Cao Fei’s Haze and Fog portrays the banal daily lives of new city dwellers that left behind more traditional living arrangements for urban comforts to deliver a new kind of zombie film set in modern China. The characters—alluding to Cao’s work with Second Life in RMB City— are symbols or avatars of both the modern and traditional. These new residents are essentially zombies defined by the tenuous relationship linking internal “deadness” with vitality. In what the artist describes as “magical metropolises”, the daily rituals of displaced rural people become meaningless, if not absurd, when transposed in a city. Service industry workers such as cleaners, real estate agents, sex workers, delivery people, nannies and security guards can only feel alienated in the fog of their seemingly neutral living spaces. After all, being stationary is the only way to see glitches in the system in time of rapid changes. The director’s cut of Haze and Fog will be screened as part of the public programme “A hollow in a world too full”, a solo exhibition by Cao Fei held at Tai Kwun Contemporary.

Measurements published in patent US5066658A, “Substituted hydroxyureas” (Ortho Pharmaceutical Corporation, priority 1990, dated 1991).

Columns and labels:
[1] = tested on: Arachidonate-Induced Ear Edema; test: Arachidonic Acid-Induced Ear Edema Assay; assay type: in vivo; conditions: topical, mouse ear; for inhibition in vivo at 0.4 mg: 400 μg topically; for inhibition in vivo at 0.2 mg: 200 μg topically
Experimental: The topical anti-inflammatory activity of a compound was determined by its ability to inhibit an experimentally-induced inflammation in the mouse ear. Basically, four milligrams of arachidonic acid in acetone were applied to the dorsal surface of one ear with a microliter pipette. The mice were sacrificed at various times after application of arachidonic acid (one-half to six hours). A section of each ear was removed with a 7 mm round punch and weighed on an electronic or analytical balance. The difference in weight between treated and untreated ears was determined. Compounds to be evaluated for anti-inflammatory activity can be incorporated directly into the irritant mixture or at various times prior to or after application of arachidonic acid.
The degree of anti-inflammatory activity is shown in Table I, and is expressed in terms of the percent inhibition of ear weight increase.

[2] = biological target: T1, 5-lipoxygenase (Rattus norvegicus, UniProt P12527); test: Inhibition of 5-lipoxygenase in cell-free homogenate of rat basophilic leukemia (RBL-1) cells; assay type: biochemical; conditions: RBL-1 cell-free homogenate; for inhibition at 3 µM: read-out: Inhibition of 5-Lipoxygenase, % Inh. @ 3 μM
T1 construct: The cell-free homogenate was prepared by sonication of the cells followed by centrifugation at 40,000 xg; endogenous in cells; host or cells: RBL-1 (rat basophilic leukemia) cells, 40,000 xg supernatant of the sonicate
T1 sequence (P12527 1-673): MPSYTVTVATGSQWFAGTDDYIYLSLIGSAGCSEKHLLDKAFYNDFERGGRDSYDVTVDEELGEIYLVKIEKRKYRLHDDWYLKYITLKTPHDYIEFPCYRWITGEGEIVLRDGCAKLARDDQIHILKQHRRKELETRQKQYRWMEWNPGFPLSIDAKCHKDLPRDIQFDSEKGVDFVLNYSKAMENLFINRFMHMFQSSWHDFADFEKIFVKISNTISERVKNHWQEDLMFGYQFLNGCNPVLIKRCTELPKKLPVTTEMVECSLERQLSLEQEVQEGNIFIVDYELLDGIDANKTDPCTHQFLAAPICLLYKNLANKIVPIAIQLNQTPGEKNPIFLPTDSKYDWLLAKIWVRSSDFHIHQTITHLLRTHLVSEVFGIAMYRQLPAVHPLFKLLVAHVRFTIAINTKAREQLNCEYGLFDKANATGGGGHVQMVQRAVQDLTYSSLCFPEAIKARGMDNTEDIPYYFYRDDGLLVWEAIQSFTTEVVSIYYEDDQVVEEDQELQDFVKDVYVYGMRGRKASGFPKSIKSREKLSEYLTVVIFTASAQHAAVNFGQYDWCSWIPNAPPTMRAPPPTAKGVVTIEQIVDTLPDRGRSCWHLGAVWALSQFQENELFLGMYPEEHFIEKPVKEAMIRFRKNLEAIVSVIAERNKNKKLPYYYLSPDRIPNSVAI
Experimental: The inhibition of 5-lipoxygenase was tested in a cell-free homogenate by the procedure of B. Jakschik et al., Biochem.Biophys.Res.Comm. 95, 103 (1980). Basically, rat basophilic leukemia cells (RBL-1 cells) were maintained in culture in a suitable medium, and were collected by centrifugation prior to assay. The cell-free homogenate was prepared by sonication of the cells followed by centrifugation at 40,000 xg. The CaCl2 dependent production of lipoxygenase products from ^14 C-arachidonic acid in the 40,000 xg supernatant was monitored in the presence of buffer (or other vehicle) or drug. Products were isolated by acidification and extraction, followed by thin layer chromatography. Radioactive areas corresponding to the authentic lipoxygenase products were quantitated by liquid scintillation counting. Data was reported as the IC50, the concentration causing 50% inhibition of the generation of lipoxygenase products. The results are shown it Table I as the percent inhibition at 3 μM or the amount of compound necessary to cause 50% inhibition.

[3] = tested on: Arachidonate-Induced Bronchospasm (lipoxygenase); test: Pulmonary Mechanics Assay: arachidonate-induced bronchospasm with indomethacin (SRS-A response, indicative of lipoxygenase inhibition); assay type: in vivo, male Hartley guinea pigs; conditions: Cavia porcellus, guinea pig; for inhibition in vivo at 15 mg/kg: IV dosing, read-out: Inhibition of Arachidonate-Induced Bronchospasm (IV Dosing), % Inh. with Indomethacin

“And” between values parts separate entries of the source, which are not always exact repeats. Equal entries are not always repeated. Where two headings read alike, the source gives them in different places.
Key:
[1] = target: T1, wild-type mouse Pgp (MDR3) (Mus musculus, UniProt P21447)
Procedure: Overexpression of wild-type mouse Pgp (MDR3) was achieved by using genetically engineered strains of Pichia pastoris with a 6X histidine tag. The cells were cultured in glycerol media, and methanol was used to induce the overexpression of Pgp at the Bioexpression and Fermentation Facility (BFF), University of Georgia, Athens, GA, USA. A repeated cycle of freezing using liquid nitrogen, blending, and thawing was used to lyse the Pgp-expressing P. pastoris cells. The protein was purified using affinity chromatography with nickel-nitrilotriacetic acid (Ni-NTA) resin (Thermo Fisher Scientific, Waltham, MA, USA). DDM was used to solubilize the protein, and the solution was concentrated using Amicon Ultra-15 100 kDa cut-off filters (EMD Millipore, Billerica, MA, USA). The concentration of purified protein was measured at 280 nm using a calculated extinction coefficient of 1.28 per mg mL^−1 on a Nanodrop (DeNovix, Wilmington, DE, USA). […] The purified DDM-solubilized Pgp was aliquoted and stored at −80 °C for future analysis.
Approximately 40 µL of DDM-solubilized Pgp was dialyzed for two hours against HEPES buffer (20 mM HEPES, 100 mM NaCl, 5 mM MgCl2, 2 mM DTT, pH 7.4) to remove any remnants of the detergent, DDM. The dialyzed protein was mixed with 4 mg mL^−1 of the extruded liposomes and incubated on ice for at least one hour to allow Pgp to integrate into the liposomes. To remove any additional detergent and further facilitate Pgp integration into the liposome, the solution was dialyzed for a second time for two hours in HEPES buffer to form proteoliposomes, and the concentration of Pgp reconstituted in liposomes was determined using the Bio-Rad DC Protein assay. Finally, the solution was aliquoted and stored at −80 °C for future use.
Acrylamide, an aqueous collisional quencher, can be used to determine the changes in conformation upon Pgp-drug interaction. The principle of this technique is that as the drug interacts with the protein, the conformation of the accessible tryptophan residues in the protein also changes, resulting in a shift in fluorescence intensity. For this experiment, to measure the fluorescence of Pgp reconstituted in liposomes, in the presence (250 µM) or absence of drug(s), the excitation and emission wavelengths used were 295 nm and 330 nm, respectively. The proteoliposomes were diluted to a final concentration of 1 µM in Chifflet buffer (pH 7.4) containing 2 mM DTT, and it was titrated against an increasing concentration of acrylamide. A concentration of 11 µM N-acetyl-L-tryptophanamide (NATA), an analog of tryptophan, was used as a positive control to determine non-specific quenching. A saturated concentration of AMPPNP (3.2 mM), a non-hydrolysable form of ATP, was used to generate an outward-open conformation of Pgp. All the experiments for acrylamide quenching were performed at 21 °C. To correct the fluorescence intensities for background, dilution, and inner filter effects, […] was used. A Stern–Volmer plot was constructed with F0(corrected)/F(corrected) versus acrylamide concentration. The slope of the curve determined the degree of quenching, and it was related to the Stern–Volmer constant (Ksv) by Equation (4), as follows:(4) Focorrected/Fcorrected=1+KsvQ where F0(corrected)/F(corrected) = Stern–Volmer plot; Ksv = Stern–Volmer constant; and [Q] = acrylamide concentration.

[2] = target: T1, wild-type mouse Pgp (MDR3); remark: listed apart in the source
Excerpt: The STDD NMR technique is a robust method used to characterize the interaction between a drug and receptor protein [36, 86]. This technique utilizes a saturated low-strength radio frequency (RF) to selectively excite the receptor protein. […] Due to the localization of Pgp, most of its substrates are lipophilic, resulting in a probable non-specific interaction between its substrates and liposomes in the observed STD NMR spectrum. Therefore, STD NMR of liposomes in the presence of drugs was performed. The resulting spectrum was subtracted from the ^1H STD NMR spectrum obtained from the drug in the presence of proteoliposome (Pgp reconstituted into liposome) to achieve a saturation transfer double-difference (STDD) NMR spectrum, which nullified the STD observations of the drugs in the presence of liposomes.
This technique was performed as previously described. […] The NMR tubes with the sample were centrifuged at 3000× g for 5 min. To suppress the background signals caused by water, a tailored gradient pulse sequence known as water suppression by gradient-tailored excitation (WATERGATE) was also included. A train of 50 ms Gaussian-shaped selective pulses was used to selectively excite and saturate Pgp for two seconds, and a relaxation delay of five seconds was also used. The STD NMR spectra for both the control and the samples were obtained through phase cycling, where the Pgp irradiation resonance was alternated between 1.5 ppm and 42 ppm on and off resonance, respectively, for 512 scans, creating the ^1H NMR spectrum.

“Art After Hours” is an evening event series presented by Tai Kwun Contemporary that will talk with you, sing with you, show and tackle something new every time. Usually held on Fridays at 7pm, “Art After Hours” aims to sharpen art awareness through talks, performances and screenings by artists, writers, intellectuals and curators alike.